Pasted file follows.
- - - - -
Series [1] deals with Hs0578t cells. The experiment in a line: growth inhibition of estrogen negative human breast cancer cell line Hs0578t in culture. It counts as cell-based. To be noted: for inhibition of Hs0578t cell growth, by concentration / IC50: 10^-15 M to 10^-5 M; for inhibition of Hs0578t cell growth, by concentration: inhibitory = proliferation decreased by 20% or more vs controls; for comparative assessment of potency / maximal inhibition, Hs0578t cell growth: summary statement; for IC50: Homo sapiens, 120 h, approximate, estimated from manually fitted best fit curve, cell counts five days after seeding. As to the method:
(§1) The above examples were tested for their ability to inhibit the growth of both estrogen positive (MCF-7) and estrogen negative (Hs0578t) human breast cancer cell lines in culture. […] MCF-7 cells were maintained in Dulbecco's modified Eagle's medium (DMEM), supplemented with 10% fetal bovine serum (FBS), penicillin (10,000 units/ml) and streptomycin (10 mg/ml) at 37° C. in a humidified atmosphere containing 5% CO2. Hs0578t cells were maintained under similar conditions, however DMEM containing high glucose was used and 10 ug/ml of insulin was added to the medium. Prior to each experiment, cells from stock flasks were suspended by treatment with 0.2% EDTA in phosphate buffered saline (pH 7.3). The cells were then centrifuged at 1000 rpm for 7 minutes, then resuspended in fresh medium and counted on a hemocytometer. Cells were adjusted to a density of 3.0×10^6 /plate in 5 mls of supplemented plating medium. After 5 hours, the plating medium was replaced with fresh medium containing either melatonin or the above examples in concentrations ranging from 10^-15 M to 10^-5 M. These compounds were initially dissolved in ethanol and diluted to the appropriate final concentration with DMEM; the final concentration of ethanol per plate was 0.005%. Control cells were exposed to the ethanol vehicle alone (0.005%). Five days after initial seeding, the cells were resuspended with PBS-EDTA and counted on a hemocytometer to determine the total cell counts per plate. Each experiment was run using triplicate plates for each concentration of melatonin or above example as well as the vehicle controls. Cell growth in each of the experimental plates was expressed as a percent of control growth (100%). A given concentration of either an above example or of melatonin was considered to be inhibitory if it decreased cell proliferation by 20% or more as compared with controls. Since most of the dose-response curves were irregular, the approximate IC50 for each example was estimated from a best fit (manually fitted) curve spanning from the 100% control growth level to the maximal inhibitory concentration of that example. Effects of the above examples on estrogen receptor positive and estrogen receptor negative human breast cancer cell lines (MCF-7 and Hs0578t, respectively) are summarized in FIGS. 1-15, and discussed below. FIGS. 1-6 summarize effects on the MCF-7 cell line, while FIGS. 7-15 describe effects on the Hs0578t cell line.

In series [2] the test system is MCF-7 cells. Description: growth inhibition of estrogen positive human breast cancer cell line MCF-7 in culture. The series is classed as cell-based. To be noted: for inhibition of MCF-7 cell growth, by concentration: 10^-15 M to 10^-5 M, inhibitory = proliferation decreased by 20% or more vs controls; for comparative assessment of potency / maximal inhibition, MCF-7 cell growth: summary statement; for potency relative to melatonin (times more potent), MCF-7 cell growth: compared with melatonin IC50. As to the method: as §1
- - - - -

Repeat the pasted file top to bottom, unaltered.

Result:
Series [1] deals with Hs0578t cells. The experiment in a line: growth inhibition of estrogen negative human breast cancer cell line Hs0578t in culture. It counts as cell-based. To be noted: for inhibition of Hs0578t cell growth, by concentration / IC50: 10^-15 M to 10^-5 M; for inhibition of Hs0578t cell growth, by concentration: inhibitory = proliferation decreased by 20% or more vs controls; for comparative assessment of potency / maximal inhibition, Hs0578t cell growth: summary statement; for IC50: Homo sapiens, 120 h, approximate, estimated from manually fitted best fit curve, cell counts five days after seeding. As to the method:
(§1) The above examples were tested for their ability to inhibit the growth of both estrogen positive (MCF-7) and estrogen negative (Hs0578t) human breast cancer cell lines in culture. […] MCF-7 cells were maintained in Dulbecco's modified Eagle's medium (DMEM), supplemented with 10% fetal bovine serum (FBS), penicillin (10,000 units/ml) and streptomycin (10 mg/ml) at 37° C. in a humidified atmosphere containing 5% CO2. Hs0578t cells were maintained under similar conditions, however DMEM containing high glucose was used and 10 ug/ml of insulin was added to the medium. Prior to each experiment, cells from stock flasks were suspended by treatment with 0.2% EDTA in phosphate buffered saline (pH 7.3). The cells were then centrifuged at 1000 rpm for 7 minutes, then resuspended in fresh medium and counted on a hemocytometer. Cells were adjusted to a density of 3.0×10^6 /plate in 5 mls of supplemented plating medium. After 5 hours, the plating medium was replaced with fresh medium containing either melatonin or the above examples in concentrations ranging from 10^-15 M to 10^-5 M. These compounds were initially dissolved in ethanol and diluted to the appropriate final concentration with DMEM; the final concentration of ethanol per plate was 0.005%. Control cells were exposed to the ethanol vehicle alone (0.005%). Five days after initial seeding, the cells were resuspended with PBS-EDTA and counted on a hemocytometer to determine the total cell counts per plate. Each experiment was run using triplicate plates for each concentration of melatonin or above example as well as the vehicle controls. Cell growth in each of the experimental plates was expressed as a percent of control growth (100%). A given concentration of either an above example or of melatonin was considered to be inhibitory if it decreased cell proliferation by 20% or more as compared with controls. Since most of the dose-response curves were irregular, the approximate IC50 for each example was estimated from a best fit (manually fitted) curve spanning from the 100% control growth level to the maximal inhibitory concentration of that example. Effects of the above examples on estrogen receptor positive and estrogen receptor negative human breast cancer cell lines (MCF-7 and Hs0578t, respectively) are summarized in FIGS. 1-15, and discussed below. FIGS. 1-6 summarize effects on the MCF-7 cell line, while FIGS. 7-15 describe effects on the Hs0578t cell line.

In series [2] the test system is MCF-7 cells. Description: growth inhibition of estrogen positive human breast cancer cell line MCF-7 in culture. The series is classed as cell-based. To be noted: for inhibition of MCF-7 cell growth, by concentration: 10^-15 M to 10^-5 M, inhibitory = proliferation decreased by 20% or more vs controls; for comparative assessment of potency / maximal inhibition, MCF-7 cell growth: summary statement; for potency relative to melatonin (times more potent), MCF-7 cell growth: compared with melatonin IC50. As to the method: as §1